Wisconsin Idea

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The Wisconsin Idea is a philosophy embraced by the University of Wisconsin, which holds that the boundaries of the university should be the boundaries of the state, and that research conducted at the University of Wisconsin should be applied to solve problems and improve health, quality of life, the environment and agriculture for all citizens of Wisconsin.

For more than a century, the university has been guided by the Wisconsin Idea, a tradition first stated by UW President Charles Van Hise in 1904. Van Hise declared that he would "never be content until the beneficent influence of the university reaches every family in the state." Today that belief permeates the university's work, fostering close working relationships within the state, throughout the country and around the world. (University of Wisconsin: The Wisconsin Idea)

This Progressive-era policy applied the expertise of the state's university to social legislation that benefited all the state's citizens; it led to classic programs such as regulation of utilities, workers' compensation, tax reform, and university extension services; sometimes expressed in the maxim that "the boundaries of the university are the boundaries of the state." From the Wisconsin Historical Society's, Dictionary of Wisconsin History.

The Wisconsin Idea, in United States History, also refers to a series of political reforms of the late 19th century and early 20th century whose strongest advocate was Robert M. La Follette, Sr., governor of (1901-1906) and senator from (1905-1925) Wisconsin .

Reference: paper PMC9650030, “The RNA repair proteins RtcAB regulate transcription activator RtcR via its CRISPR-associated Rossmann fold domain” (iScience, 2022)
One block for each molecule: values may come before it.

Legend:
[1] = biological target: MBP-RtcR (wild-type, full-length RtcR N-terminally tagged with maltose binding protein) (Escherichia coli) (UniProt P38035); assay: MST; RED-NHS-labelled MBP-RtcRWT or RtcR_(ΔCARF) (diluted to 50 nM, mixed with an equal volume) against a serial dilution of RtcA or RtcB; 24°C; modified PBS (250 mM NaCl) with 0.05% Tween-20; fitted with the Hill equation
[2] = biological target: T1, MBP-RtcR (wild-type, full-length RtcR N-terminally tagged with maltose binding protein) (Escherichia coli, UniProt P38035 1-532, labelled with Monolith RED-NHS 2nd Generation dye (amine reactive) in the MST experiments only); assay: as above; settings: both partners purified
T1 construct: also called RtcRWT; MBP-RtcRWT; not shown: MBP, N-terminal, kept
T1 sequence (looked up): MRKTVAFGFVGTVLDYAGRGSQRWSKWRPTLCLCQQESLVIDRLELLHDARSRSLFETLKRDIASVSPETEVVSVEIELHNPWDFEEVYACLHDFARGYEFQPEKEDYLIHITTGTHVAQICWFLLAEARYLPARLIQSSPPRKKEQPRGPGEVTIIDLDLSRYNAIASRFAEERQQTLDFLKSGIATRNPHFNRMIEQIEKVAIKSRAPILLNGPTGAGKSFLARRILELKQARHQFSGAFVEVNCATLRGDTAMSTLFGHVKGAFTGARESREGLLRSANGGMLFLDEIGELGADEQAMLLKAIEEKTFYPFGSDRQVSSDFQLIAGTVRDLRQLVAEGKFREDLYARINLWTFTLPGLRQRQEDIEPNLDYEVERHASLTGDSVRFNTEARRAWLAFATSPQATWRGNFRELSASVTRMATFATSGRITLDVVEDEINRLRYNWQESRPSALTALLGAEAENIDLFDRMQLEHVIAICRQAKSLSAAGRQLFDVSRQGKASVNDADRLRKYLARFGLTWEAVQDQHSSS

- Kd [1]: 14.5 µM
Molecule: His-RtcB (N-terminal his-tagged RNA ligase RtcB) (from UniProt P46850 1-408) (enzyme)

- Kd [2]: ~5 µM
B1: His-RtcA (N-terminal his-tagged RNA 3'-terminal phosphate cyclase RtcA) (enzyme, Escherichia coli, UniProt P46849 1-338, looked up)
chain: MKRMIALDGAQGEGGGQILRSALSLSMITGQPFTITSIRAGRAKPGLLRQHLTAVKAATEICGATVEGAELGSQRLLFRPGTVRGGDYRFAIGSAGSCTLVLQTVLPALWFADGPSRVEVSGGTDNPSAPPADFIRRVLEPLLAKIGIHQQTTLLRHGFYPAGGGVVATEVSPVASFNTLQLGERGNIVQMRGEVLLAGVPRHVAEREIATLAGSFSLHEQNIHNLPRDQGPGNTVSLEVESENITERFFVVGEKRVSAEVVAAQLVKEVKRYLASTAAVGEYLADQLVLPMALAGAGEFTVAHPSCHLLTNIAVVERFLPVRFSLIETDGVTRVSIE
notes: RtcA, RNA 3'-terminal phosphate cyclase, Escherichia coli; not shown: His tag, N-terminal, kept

These proposed reforms, all of which were eventually adopted, included:

  • Primary elections, allowing the rank-and-file members of a political party to choose its nominees rather than caucuses usually dominated by political bosses
  • Workers' compensation, allowing workers injured on the job to receive a fixed payment in compensation for their injuries and related expenses rather than forcing them to go to court against their employers, which at the time was extremely difficult and had little realistic chance of success
  • State regulation of railroads in addition to the federal regulation imposed by the Interstate Commerce Commission
  • Direct election of United States Senators as opposed to the original method of their selection by the state legislatures, eventually ratified as the Seventeenth Amendment.
  • "Progressive" taxation, where the wealthier pay a higher rate of tax than the less-affluent, made possible on the federal level in part by the adoption of the Sixteenth Amendment

Adoption of these reforms marked the high point of the Progressive Era.


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